JPMorgan Report Claims Ethereum may Lose Defi Dominance due to Scaling Issues:
According to a JPMorgan analysis, Ethereum’s supremacy in the field of decentralized finance may continue to erode in the coming year. The report, published by Nikolaos Panigirtzoglou, managing director of global markets strategy at JPMorgan, claims that Ethereum’s dominance is in jeopardy due to scaling issues.
According to the note, scaling, which is required for the Ethereum network to sustain its supremacy, may happen too late.
Ethereum has focused on an L2 (Layer 2)-centric roadmap, which encourages the use of roll-ups and side chains as alternatives to the high fees and intense activity on its Layer 1 blockchain.
The Arrival of New Challengers:
Panigirtzoglou says that what’s more concerning is that Ethereum has lost some of its defi clout to other chains rather than its L2 scaling solutions. A collection of intelligent contracts-enabled cryptocurrencies and networks known as “Ethereum killers,” Solana, Avalanche, BSC, and Terra have gained market share and built a community around them.
After the merger, which will shift the proof-of-work (PoW) consensus to a more energy-friendly proof-of-stake (PoS) consensus, sharding the approach Ethereum will use to scale in its L1 blockchain, won’t arrive until next year.
The note ended with these words:
In other words, Ethereum is currently in an intense race to maintain its dominance in the application space, with the outcome of that race far from given, in our opinion.
Ethereum Could Retain its Position as the Most Powerful Smart-Contract Blockchain:
Analysts at Coinbase Institutional, which provides cryptocurrency analysis to large investors, believe Ethereum will be able to fend off the challengers. Other layer 1, or base layer, protocols may face competition from Ethereum’s layer 2, or companion system, which operates alongside the main blockchain to speed transactions cheaper. Upgrades to Ethereum itself, such as a complete transfer from the existing proof-of-work system to a proof-of-stake blockchain and the inclusion of sharding, may also help.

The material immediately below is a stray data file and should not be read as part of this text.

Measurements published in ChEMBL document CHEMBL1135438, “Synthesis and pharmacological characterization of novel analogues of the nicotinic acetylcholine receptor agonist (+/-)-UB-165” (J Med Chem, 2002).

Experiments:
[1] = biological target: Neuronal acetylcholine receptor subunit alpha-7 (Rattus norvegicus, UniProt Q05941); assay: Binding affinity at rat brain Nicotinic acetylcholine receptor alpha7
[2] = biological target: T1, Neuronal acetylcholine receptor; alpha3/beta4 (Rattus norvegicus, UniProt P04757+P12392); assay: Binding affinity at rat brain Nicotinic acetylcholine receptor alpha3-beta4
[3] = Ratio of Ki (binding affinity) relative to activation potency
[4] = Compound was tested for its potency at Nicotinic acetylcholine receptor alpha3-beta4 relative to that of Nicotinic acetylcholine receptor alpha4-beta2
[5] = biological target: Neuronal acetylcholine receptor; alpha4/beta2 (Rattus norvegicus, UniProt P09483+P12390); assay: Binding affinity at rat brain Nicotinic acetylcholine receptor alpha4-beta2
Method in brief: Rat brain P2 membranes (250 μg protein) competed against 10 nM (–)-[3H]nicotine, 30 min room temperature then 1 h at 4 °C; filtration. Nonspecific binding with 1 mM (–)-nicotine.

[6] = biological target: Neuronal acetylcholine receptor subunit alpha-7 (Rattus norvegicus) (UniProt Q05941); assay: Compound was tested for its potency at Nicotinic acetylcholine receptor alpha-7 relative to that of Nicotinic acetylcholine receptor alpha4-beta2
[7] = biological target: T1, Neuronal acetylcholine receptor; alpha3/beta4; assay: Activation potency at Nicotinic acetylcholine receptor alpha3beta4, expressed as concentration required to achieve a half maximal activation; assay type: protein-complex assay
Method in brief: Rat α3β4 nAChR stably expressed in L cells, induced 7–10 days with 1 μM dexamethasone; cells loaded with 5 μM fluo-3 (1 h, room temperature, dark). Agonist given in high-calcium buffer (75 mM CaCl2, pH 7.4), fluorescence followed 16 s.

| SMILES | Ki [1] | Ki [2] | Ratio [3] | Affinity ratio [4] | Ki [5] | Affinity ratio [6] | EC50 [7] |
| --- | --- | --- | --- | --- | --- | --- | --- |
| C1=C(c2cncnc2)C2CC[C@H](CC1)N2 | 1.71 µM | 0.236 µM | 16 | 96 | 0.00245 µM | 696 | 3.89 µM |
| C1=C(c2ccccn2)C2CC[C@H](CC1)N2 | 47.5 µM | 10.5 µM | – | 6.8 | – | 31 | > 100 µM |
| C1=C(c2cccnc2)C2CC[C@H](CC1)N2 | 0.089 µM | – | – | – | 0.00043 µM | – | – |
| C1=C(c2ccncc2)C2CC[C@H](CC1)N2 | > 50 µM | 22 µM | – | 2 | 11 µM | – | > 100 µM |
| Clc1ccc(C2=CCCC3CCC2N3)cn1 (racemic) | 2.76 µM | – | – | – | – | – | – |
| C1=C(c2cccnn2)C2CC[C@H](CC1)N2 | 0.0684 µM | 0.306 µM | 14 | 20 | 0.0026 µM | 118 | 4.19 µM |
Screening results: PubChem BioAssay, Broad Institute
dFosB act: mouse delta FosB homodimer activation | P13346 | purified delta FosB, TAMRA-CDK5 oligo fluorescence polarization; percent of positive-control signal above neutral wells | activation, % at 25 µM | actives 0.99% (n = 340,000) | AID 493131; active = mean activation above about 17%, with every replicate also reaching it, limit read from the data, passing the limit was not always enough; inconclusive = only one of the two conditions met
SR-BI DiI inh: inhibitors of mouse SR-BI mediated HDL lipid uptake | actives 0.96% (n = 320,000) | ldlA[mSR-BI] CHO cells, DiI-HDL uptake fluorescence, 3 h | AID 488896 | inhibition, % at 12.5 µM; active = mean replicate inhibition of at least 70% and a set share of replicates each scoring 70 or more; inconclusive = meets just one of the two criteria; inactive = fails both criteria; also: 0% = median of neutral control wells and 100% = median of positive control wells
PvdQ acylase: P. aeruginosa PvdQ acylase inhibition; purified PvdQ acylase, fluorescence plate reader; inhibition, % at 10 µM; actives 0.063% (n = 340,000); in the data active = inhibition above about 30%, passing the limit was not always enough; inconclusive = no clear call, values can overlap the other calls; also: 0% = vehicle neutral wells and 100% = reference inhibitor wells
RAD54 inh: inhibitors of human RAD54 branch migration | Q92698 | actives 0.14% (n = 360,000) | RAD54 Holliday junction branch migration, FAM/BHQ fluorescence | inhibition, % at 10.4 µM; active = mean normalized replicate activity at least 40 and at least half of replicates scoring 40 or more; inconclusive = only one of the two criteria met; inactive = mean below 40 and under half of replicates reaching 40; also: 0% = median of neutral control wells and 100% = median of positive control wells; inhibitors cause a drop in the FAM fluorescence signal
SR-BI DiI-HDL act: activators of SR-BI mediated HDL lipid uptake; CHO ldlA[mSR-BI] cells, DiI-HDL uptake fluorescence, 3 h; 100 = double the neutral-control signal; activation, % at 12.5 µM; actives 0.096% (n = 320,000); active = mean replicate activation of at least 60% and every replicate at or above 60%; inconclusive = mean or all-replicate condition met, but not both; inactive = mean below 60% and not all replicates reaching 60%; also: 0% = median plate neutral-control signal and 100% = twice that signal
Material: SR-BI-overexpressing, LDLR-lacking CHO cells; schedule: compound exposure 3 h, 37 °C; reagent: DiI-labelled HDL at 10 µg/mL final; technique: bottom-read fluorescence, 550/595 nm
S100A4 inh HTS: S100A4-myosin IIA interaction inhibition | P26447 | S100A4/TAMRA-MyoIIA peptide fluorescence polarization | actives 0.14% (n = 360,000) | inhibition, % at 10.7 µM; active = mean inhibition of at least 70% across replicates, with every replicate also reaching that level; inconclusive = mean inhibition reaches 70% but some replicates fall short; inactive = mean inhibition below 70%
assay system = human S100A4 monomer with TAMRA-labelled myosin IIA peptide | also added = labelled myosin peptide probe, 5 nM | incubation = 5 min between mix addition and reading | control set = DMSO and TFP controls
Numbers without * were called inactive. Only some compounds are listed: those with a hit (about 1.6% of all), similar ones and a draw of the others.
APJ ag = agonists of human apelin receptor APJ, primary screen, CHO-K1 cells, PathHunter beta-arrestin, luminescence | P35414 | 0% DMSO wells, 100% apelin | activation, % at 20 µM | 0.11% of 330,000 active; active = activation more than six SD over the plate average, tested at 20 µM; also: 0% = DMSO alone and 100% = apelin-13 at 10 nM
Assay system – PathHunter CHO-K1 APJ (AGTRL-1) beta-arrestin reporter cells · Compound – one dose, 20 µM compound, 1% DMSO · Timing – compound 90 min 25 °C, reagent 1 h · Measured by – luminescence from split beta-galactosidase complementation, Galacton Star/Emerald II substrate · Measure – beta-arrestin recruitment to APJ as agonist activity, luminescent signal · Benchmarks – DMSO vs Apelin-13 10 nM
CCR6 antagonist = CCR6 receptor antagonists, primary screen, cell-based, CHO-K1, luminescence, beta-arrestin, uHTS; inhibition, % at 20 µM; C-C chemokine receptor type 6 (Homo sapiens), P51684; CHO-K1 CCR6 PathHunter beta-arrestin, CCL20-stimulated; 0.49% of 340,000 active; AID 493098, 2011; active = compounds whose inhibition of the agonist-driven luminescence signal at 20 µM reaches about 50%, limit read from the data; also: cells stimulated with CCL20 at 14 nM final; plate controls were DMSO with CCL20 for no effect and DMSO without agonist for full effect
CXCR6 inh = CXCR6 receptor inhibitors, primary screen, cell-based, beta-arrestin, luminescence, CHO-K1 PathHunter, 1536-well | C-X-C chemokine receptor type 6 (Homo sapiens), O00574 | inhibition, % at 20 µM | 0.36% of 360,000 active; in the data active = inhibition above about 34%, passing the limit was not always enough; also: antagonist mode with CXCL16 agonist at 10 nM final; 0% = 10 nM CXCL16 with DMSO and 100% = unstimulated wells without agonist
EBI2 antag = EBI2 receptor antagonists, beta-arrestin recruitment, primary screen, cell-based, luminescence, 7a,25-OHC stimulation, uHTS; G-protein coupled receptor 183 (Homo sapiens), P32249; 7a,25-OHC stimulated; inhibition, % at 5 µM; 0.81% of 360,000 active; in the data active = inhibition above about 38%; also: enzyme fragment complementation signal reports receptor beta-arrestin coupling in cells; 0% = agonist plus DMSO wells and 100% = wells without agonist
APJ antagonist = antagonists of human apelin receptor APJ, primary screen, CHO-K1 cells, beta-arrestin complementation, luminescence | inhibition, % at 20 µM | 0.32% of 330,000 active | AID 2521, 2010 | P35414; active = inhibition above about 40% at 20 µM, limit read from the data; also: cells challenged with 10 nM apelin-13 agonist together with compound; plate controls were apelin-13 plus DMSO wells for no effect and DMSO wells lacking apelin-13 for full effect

Users of decentralized applications, or dapps, may stop hunting for faster and cheaper alternatives to Ethereum as the ecosystem’s scalability improves, according to a recent analysis by Coinbase Institutional.
Although Coinbase Institutional expects several chains to coexist in the crypto world in the short term, Ethereum may retain its throne.
According to the Coinbase Institutional study, “We do think that the culmination of [layer 2] scaling solutions combined with upgrades like the Beacon Chain merge and sharding could limit progress for alternative [layer 1s] in their current form.”
‘Flippening’ Done Differently: In 2022, Ethereum will Outperform Bitcoin in Terms of Transaction Fees: